Gerald M. Levin, former Time Warner CEO responsible for AOL merger, dies at 84


Gerald M. Levin

Gerald M. Levin Photo Credit: China Photo

Former Time Warner CEO Gerald M. Levin died in a hospital in Long Beach, California at the age of 84, confirmed by his grandson Jake Maia Arlo. new York Times. Although the cause of death has not been disclosed, Levin had been battling Parkinson's disease.

Levin's tenure at Time Warner was marked by both triumph and turmoil. Named co-CEO in 1992, Steven J. He became sole chief executive following Ross's death. However, Levin's legacy will forever be linked to his ill-fated merger with AOL in 2000, a deal valued at $350 billion.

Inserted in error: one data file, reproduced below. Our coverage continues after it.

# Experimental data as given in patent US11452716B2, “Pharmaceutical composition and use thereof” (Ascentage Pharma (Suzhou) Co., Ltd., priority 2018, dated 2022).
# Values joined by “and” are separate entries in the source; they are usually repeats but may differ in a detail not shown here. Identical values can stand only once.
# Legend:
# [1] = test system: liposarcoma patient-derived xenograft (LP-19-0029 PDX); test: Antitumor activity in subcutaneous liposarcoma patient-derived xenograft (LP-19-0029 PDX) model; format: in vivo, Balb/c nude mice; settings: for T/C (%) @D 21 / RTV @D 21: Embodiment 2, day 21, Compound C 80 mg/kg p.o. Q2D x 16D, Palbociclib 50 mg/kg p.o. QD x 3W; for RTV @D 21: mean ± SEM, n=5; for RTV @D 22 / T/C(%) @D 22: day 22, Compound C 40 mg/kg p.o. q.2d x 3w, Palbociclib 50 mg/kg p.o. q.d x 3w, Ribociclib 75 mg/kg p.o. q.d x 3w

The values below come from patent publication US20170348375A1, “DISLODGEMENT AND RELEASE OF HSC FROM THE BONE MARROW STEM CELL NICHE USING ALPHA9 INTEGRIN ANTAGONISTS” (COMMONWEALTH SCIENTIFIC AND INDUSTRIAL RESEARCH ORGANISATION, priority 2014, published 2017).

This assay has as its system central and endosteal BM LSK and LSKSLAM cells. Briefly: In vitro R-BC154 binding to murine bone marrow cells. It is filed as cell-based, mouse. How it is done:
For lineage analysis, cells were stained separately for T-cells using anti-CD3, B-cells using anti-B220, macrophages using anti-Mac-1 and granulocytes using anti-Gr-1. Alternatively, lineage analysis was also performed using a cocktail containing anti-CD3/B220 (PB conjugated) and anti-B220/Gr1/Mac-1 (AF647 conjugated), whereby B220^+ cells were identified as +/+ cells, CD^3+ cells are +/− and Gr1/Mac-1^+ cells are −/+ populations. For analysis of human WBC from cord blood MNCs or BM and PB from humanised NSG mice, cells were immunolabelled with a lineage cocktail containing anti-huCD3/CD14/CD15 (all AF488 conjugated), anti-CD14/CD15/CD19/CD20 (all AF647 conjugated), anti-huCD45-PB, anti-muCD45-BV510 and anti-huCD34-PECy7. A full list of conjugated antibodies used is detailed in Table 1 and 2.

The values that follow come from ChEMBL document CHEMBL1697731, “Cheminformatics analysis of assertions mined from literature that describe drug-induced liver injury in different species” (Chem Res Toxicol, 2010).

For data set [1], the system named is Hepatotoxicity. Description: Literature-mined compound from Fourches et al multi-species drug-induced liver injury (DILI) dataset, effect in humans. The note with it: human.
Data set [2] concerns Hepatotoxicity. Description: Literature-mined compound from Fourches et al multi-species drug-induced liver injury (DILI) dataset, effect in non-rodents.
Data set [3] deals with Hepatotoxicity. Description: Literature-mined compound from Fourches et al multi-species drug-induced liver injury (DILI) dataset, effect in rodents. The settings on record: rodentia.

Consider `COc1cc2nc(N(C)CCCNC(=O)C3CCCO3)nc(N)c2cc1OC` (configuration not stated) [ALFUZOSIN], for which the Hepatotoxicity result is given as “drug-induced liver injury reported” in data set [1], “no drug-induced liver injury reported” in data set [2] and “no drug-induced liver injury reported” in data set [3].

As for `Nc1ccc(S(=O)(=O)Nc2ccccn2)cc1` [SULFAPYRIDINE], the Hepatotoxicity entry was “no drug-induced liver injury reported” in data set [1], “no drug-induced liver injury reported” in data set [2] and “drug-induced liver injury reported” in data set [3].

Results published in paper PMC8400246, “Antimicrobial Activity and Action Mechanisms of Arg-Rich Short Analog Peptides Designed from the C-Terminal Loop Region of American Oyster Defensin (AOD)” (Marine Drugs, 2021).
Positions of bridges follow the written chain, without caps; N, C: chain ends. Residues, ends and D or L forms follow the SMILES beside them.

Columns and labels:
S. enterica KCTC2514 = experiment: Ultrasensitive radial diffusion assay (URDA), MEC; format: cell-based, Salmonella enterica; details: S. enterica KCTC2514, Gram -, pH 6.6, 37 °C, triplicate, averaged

The AOL Time Warner merger, announced during the dot-com bubble, quickly unraveled in the wake of the dot-com recession, resulting in a staggering $100 billion loss in 2002 and Levin's resignation.

Before the AOL debacle, Levin had a distinguished career at Time Warner. Joining as a lawyer, he became CEO of Home Box Office (HBO) in 1973, where he pioneered the broadcast of HBO's signal nationwide via satellite, a move that revolutionized the television industry. .

In addition to his role at HBO, Levin played a key role in Time Warner's merger with Warner Communications and subsequent acquisition of Turner Broadcasting System, which brought iconic networks such as CNN, TBS, and Cartoon Network under the Time Warner umbrella.

Born in Philadelphia, Pennsylvania, in 1939, Levin earned degrees from Haverford College and the University of Pennsylvania Law School. Throughout his life, he married three times, survived by four children, and was predeceased by his son Jonathan.

Related Post

Leave a Reply

Your email address will not be published. Required fields are marked *